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Sir Francis Bacon: Seeking To Experience

Sir Francis Bacon

Sir Francis Bacon was the Father of Empiricism. Credited for introducing the foundations of the scientific method that is used today, he was a brilliant scientist and philosopher, as well as a politician. Experiments and inductive reasoning became the emphasis of science after Bacon’s theoretical groundwork.

Born in 1561, on January 22, Francis Bacon would lead a life of sixty-five years: a life swaying between success and adversity, prosperity and financial woes, renown and disgrace, certainty and doubt. Yet through all the twists and turns of life, Bacon held to the Lord and continually sought Him.

In his early studies as a young teenager, Francis Bacon developed much doubt about the accepted methods of science and philosophy. His high intellect was evident, but he dropped out of Trinity College at Cambridge after just three years. He wanted more than the “science” taught there.

Bacon’s father had connections with the Queen, allowing Francis to quickly become an ambassador. However, upon his father’s death, Bacon was left without a job and returned to his education, studying law. It is known that Bacon aimed for doing three things with his life more than anything else: uncovering truth, serving his country, and serving the church. In order to further accomplish these he sought higher positions, and soon found himself as a member of parliament. This did not bring him the success that he wanted, so he continued to search the connections of family members, eventually becoming a professor. Bacon worked his way up the ladder with more prestigious positions until James I took the throne and knighted him Sir Francis Bacon in 1603. Continuing his rise politically, he would become Lord Chancellor in 1618.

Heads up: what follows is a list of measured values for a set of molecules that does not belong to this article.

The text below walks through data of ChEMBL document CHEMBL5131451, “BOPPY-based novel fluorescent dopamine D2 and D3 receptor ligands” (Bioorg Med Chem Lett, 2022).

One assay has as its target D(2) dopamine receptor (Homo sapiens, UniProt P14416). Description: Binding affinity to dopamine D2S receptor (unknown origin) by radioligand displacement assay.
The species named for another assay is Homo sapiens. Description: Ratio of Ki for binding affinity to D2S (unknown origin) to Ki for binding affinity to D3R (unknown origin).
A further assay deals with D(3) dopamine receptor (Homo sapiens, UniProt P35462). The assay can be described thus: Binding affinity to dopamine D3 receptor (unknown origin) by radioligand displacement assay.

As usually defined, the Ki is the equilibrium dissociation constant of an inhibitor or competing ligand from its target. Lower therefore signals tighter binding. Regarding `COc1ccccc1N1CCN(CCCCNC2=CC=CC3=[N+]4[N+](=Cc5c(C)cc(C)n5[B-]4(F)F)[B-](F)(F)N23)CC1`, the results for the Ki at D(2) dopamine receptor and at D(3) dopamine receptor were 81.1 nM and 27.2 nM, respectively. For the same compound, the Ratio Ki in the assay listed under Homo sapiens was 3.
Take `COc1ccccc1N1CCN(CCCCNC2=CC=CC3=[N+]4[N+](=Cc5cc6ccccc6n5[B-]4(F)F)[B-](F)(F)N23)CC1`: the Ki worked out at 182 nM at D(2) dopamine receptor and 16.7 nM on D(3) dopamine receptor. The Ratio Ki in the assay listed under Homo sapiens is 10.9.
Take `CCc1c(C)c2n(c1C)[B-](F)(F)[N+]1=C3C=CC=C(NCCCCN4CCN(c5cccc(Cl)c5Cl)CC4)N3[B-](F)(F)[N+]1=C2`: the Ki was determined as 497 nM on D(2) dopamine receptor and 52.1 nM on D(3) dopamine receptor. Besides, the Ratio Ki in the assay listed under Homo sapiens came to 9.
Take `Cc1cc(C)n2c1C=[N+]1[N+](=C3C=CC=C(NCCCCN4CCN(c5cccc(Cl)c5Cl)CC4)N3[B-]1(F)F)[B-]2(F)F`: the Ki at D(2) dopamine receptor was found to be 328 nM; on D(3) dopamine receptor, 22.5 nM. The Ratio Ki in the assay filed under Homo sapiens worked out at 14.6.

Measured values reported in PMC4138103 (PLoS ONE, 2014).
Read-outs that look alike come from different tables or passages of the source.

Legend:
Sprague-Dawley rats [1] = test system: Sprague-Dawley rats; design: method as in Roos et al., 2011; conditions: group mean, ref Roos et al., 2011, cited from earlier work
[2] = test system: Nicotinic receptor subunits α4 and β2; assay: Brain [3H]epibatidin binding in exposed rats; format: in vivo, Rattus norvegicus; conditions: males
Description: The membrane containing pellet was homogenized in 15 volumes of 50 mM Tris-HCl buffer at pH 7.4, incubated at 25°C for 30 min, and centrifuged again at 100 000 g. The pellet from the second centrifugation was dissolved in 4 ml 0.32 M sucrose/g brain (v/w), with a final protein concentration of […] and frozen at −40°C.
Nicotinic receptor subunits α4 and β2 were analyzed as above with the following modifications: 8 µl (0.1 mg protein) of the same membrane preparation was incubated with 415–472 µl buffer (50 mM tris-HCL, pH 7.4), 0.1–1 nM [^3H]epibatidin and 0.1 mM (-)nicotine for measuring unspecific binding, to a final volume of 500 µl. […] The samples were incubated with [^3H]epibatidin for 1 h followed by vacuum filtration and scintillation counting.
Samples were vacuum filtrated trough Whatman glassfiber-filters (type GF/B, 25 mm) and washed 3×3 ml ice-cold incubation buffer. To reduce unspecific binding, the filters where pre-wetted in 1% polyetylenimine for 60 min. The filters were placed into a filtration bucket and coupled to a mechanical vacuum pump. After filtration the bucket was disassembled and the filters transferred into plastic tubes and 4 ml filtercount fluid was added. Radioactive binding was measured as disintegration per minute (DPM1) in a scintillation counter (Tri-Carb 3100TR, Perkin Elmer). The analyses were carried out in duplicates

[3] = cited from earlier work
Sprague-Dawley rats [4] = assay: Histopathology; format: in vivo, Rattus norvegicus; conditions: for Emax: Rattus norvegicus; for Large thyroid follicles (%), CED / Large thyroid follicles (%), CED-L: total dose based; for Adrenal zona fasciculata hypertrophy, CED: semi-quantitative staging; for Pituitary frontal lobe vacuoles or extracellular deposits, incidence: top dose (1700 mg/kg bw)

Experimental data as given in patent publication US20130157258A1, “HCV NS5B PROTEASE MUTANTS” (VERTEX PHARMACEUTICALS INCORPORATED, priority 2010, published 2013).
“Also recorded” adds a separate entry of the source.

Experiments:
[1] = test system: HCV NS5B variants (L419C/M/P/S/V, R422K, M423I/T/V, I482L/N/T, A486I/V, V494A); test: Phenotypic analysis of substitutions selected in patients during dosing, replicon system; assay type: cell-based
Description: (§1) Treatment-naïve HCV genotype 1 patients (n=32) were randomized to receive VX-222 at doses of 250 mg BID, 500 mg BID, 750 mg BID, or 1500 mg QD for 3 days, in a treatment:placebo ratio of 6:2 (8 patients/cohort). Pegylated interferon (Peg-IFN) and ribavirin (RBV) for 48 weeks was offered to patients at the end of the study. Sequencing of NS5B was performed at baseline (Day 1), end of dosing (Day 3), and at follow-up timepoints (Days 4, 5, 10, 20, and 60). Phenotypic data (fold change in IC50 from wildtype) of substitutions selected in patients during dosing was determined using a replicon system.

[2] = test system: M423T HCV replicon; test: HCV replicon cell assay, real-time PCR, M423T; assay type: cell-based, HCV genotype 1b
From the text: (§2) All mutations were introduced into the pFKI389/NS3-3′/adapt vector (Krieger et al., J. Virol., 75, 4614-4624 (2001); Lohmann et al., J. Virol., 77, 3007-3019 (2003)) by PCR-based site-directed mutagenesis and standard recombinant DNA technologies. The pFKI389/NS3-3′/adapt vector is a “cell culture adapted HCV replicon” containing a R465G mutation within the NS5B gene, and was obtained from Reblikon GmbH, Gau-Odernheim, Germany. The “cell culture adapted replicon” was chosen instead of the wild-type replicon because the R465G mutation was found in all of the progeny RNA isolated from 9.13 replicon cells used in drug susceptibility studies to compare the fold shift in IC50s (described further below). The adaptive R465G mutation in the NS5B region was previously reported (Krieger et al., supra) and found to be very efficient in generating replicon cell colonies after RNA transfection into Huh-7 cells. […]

Again, adversity struck. Bacon pleaded guilty for corruption, was given a large fine, and could no longer hold political office or a seat in parliament. Still in debt, he withdrew to his writing.

In the last twenty years of his life Francis Bacon wrote frequently, focusing on his scientific and philosophic intellect. His most famous work was Novum Organum Scientiarum (New Instrument of Science). This work was key in the historical development of the scientific method. It focused on inductive reasoning and experimental research, rather than the philosophical deduction that was passed down from Aristotle. He also wrote The New Atlantis, a combination of his Christian beliefs and his scientific proposals. His work called Instauratio Magna (Great Revival) was never finished, but it laid out his theory of knowledge, describing how little humans know and how humans learn.

Sir Francis Bacon pondered the truth. It was his goal to uncover as much of it as he could. He wrote, “There are two books laid before us to study, to prevent our falling into error; first, the volume of the Scriptures, which reveal the will of God; then the volume of the Creatures, which express His power.” Using what God had given him, his mind and his hands of experiment, Bacon searched and searched. By searching, he accomplished his two other goals of service. By doing the Lord’s work, designed for Bacon, he was able to serve humans and help humanity understand the Lord’s creation to a greater extent.

Bacon became fatally ill with pneumonia after using snow to freeze meat, an idea he wanted to experiment. True to his calling, experimenting with how the world works was the eventual cause of his death. That is how Bacon lived: seeking to experience. When he sought to experience the Lord, the Lord was faithful to His servant. He allowed Francis Bacon to learn and to know: “Knowledge is the rich storehouse for the glory of the Creator and the relief of man’s estate.”

http://www.iep.utm.edu/bacon/   http://www.christianitytoday.com/ch/131christians/scholarsandscientists/bacon.
htmhttp://www.elizabethanenglandlife.com/sir-francis-bacon-during-elizabethan-era.html

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